Let’s be real: “Spring allergies” don’t stop when spring ends. Once summer rolls around, some of us are still constantly sneezing and fighting the urge to rub our itchy, bloodshot eyes. This reality is something that the roughly 50 million allergy sufferers in the U.S. alone know all too well. Some of them may also have noticed that, in addition to becoming someone that should probably start buying Kleenex wholesale, allergies can dramatically impact your skin.
The defining feature of “allergy face” is puffiness (think: the swelling you’d wake up to after a night of drinking too much red wine), accompanied by a nose that’s in a never-ending state of chafe. It’s not ideal — and unfortunately, it has the potential to get worse. “Pollen can travel for up to 50 miles,” says allergist Tania Elliott, MD, chief medical officer of the preventative health company EHE. “Now, with global warming, we’re seeing ‘super pollen’ that is a lot more buoyant — meaning it travels even further.”
Since your skin is the first line of defense against environmental aggressors, it’s on high alert during the season, so you’re more likely to get rashes or irritation from products or ingredients that may not normally cause a reaction. “Aside from these local reactions, people also get systemic reactions where your immune system responds, producing many inflammatory factors that cause your skin cells to react,” says Robb Akridge, PhD.
That doesn’t mean you’re destined for months of itchy skin and puffy eyes, though: Adopting a few of these doctor-recommended, allergy sufferer-approved strategies is a good start. The more you know, the sooner you can save yourself from the negative effects.
When seasonal allergies come on, under-eye swelling is likely to follow. “Allergies trigger mast cells, which release histamine — the culprit behind all that itching — that causes the blood vessels to swell,” says dermatologist Michelle Henry, MD. “These engorged vessels cause puffiness and dark circles.”
Prevent it by taking an over-the-counter antihistamine (of course, read the label and safety information before you do, and always contact your doctor if you have any questions), or pop some caffeinated eye gels under your eyes to reduce inflammation. Then, sleep on an extra pillow at night to keep the blood from pooling around your eyes.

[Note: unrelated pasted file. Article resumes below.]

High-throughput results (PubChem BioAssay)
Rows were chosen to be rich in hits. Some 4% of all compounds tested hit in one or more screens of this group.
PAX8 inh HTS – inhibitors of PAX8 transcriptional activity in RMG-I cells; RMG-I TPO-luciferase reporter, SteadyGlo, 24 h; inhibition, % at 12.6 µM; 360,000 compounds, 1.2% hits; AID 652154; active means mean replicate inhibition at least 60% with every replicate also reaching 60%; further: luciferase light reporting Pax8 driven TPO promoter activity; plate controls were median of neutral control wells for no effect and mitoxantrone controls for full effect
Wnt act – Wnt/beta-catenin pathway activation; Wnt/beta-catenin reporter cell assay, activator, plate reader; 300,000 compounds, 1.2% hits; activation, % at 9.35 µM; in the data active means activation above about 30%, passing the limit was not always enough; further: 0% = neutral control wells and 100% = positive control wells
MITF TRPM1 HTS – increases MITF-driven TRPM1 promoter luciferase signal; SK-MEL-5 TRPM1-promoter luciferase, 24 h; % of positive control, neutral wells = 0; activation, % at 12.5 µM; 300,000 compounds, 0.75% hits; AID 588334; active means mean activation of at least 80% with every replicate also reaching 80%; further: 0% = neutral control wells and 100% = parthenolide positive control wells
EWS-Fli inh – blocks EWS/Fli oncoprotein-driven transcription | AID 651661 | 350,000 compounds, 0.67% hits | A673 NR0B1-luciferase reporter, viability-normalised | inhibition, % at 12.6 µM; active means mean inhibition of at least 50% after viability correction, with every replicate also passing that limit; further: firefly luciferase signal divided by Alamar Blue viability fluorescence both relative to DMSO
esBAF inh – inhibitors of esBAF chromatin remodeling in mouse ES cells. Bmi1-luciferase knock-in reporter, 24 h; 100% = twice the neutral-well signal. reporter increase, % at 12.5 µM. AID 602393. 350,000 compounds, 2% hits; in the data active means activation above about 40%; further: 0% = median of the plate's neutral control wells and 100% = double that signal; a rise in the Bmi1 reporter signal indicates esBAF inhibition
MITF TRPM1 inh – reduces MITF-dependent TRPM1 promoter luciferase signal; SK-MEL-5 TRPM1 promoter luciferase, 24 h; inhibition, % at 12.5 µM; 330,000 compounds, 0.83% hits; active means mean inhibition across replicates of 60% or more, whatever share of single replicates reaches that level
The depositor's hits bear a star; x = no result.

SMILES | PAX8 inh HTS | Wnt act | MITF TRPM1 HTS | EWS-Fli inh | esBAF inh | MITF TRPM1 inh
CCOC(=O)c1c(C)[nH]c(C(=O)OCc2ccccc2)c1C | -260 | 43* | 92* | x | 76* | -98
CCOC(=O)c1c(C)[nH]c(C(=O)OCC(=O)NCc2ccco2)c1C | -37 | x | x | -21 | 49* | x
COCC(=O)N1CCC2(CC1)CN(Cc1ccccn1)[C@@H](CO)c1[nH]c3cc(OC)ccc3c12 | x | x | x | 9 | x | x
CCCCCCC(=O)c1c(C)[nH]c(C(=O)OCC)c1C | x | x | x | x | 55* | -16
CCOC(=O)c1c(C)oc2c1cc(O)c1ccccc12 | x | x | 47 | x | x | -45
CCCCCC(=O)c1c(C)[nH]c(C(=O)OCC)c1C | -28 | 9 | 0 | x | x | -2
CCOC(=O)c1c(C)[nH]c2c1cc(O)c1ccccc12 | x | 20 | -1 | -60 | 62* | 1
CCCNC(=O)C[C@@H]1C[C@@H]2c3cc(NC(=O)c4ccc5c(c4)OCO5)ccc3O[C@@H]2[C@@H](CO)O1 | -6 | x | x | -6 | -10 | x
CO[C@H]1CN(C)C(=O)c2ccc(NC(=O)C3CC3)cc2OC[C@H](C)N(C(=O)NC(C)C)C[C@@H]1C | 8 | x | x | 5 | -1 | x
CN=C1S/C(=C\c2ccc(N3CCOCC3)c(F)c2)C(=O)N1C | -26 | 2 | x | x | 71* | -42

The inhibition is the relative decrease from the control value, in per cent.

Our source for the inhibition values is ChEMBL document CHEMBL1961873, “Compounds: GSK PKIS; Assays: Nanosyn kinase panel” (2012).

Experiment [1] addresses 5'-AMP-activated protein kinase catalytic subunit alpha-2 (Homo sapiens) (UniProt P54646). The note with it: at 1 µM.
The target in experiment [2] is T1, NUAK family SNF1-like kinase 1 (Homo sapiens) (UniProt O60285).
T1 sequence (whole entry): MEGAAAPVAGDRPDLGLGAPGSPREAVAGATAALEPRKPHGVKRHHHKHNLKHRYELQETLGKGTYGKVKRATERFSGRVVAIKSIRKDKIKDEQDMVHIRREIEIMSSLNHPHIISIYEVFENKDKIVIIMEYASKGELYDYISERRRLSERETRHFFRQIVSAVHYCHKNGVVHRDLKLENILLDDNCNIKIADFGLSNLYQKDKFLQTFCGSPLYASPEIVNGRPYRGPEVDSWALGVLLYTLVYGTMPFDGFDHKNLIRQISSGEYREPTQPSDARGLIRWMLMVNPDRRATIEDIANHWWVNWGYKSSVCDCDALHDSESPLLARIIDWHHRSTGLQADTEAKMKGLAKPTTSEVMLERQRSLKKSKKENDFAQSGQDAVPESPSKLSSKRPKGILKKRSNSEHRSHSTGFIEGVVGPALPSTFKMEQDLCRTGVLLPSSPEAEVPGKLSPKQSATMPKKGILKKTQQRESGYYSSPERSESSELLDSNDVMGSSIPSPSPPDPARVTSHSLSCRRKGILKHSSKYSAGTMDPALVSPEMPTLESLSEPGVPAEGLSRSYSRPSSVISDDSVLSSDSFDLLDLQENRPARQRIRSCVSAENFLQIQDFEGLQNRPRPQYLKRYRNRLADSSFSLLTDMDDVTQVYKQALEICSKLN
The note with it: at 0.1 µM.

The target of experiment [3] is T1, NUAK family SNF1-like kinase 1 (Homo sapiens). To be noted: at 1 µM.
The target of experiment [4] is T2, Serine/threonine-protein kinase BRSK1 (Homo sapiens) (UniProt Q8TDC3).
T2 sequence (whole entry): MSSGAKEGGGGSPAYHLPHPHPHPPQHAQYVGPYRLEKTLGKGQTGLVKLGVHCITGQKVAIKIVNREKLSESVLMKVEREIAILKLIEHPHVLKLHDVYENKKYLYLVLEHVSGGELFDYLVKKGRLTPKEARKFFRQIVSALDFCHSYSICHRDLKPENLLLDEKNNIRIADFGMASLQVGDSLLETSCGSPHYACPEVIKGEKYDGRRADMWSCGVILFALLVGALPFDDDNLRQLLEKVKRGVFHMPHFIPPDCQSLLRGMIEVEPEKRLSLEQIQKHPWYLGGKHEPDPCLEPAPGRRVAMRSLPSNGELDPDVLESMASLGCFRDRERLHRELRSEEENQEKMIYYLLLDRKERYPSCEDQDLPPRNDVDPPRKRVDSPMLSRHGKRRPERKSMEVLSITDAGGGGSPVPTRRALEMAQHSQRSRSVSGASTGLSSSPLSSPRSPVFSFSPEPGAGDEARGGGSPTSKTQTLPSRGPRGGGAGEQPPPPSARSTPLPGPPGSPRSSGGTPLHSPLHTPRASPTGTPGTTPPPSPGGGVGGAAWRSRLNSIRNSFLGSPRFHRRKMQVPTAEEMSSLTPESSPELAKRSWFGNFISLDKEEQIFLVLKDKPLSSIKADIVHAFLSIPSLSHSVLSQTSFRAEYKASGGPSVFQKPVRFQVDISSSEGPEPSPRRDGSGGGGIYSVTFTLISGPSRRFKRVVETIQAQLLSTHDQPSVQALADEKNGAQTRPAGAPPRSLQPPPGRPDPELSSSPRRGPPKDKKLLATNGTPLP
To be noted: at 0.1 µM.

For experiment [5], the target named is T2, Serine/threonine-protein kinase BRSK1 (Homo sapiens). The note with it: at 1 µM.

The most common external reaction to stem from allergies: contact dermatitis, which manifests as red, itchy, scaly rashes when a product comes in contact with your skin. Your best bet? “Avoid wearing hairspray, which can make your hair sticky for pollen,” Dr. Elliott says. Steer clear of fragrances and essential oils, too, and give your skin a rest from any chemical exfoliants or other strong, sensitizing acids.
You’ll also want to reach for soothing moisturizers. “They are less reactive with your skin and form a barrier between your skin and the pollen and other environmental elements,” Dr. Robb says. Dermatologist Shari Marchbein, MD, says to look for hydrating ingredients such as glycerin, ceramides, and hyaluronic acid, which hold moisture in (she recommends the CeraVe Moisturizing Cream). See your dermatologist if a reaction occurs — you may need a prescription topical cream.
Red, Inflamed Nose
When you’ve blown your nose one too many times, you’ll find instant relief from occlusive moisturizers, which form a film on the skin to keep pollen and allergens out. Aquaphor Healing Ointment is a time-tested go-to, and Dr. Marchbein says you can also use Vaseline or Vanicream. To tone down any redness, try using a green-tinted primer or color corrector on the affected areas before applying the rest of your makeup.
Also recommended: air purifiers. “They’re helpful for the allergens that are suspended in the air, like pollen and pet dander,” says Dr. Elliott, adding that you should keep in mind they won’t work as well for dust mite allergies.
Puffy face is too real. Whether it’s caused by sinus pressure or airborne allergens, you want to tackle the inflammation head-on. First, you’ll want to cool the skin and get flares under control as soon as possible. You can do a DIY cold press, or reach for products with redness-reducing ingredients like aloe vera or oat extracts.
“I advise my patients to avoid inflammatory foods,” says Jeanine Downie, MD, founder of Image Dermatology in Montclair, New Jersey. “That means no soy or nuts — a Paleo diet can be helpful in calming rosacea.”
While red eyes seem inevitable during allergy season, there are ways to effectively manage them. “Believe it or not, steroid nasal sprays are just as effective for eye symptoms as eyedrops,” says Dr. Elliott. “Avoid eyedrops that treat red-eye — they contain vasoconstrictors that shrink blood vessels. Your body can get so used to them with regular use that you can have rebound red eyes when you stop using it. Antihistamine eye drops and saline eye drops to flush out your eyes are your best bet.”
But don’t underestimate the power of prevention. Wear sunglasses to protect your eyes from pollen, gently rinse the eyelid area with baby shampoo after being outside to keep allergens from getting stuck, and wear your waterproof mascara loud and proud. At the end of the day, planning ahead is the only thing that will keep your makeup from running à la Hannah Brown during that Bachelor premiere.
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